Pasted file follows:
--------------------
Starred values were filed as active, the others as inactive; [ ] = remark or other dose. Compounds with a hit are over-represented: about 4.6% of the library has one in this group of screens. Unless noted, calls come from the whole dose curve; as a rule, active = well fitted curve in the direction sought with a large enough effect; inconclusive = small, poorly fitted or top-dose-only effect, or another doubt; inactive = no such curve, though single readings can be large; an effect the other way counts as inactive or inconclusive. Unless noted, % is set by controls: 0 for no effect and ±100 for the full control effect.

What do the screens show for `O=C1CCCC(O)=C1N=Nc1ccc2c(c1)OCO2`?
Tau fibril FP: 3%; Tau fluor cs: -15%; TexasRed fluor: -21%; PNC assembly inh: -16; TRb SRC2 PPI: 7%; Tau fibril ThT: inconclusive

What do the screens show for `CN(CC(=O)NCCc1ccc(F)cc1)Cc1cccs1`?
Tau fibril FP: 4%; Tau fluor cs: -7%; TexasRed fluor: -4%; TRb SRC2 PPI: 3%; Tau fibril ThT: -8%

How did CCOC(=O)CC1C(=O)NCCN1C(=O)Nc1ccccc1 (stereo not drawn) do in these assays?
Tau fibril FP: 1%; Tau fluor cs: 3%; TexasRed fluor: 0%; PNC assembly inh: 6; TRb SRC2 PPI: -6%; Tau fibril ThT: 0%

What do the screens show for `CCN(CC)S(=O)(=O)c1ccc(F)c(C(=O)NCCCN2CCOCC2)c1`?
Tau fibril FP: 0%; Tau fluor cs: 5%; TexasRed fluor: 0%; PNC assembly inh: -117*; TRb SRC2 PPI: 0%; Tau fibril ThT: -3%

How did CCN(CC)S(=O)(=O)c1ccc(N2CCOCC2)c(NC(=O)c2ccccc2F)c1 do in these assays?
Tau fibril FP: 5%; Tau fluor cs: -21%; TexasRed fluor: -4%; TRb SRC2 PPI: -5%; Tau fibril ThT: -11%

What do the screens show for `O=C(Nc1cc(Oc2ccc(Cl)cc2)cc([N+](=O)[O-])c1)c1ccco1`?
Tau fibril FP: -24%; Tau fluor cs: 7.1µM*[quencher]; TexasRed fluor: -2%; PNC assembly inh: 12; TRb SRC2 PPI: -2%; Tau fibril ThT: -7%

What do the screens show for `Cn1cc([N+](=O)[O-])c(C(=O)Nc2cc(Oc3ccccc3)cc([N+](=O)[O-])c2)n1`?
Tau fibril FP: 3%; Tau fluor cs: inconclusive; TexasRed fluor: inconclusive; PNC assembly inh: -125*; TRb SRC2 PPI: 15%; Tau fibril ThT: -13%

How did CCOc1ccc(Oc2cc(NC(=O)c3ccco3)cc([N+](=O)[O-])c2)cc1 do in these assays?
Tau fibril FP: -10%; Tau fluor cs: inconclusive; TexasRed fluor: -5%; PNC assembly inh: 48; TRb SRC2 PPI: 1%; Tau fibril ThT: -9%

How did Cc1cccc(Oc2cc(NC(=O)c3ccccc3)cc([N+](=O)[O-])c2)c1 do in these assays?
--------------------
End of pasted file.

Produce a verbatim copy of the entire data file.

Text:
Starred values were filed as active, the others as inactive; [ ] = remark or other dose. Compounds with a hit are over-represented: about 4.6% of the library has one in this group of screens. Unless noted, calls come from the whole dose curve; as a rule, active = well fitted curve in the direction sought with a large enough effect; inconclusive = small, poorly fitted or top-dose-only effect, or another doubt; inactive = no such curve, though single readings can be large; an effect the other way counts as inactive or inconclusive. Unless noted, % is set by controls: 0 for no effect and ±100 for the full control effect.

What do the screens show for `O=C1CCCC(O)=C1N=Nc1ccc2c(c1)OCO2`?
Tau fibril FP: 3%; Tau fluor cs: -15%; TexasRed fluor: -21%; PNC assembly inh: -16; TRb SRC2 PPI: 7%; Tau fibril ThT: inconclusive

What do the screens show for `CN(CC(=O)NCCc1ccc(F)cc1)Cc1cccs1`?
Tau fibril FP: 4%; Tau fluor cs: -7%; TexasRed fluor: -4%; TRb SRC2 PPI: 3%; Tau fibril ThT: -8%

How did CCOC(=O)CC1C(=O)NCCN1C(=O)Nc1ccccc1 (stereo not drawn) do in these assays?
Tau fibril FP: 1%; Tau fluor cs: 3%; TexasRed fluor: 0%; PNC assembly inh: 6; TRb SRC2 PPI: -6%; Tau fibril ThT: 0%

What do the screens show for `CCN(CC)S(=O)(=O)c1ccc(F)c(C(=O)NCCCN2CCOCC2)c1`?
Tau fibril FP: 0%; Tau fluor cs: 5%; TexasRed fluor: 0%; PNC assembly inh: -117*; TRb SRC2 PPI: 0%; Tau fibril ThT: -3%

How did CCN(CC)S(=O)(=O)c1ccc(N2CCOCC2)c(NC(=O)c2ccccc2F)c1 do in these assays?
Tau fibril FP: 5%; Tau fluor cs: -21%; TexasRed fluor: -4%; TRb SRC2 PPI: -5%; Tau fibril ThT: -11%

What do the screens show for `O=C(Nc1cc(Oc2ccc(Cl)cc2)cc([N+](=O)[O-])c1)c1ccco1`?
Tau fibril FP: -24%; Tau fluor cs: 7.1µM*[quencher]; TexasRed fluor: -2%; PNC assembly inh: 12; TRb SRC2 PPI: -2%; Tau fibril ThT: -7%

What do the screens show for `Cn1cc([N+](=O)[O-])c(C(=O)Nc2cc(Oc3ccccc3)cc([N+](=O)[O-])c2)n1`?
Tau fibril FP: 3%; Tau fluor cs: inconclusive; TexasRed fluor: inconclusive; PNC assembly inh: -125*; TRb SRC2 PPI: 15%; Tau fibril ThT: -13%

How did CCOc1ccc(Oc2cc(NC(=O)c3ccco3)cc([N+](=O)[O-])c2)cc1 do in these assays?
Tau fibril FP: -10%; Tau fluor cs: inconclusive; TexasRed fluor: -5%; PNC assembly inh: 48; TRb SRC2 PPI: 1%; Tau fibril ThT: -9%

How did Cc1cccc(Oc2cc(NC(=O)c3ccccc3)cc([N+](=O)[O-])c2)c1 do in these assays?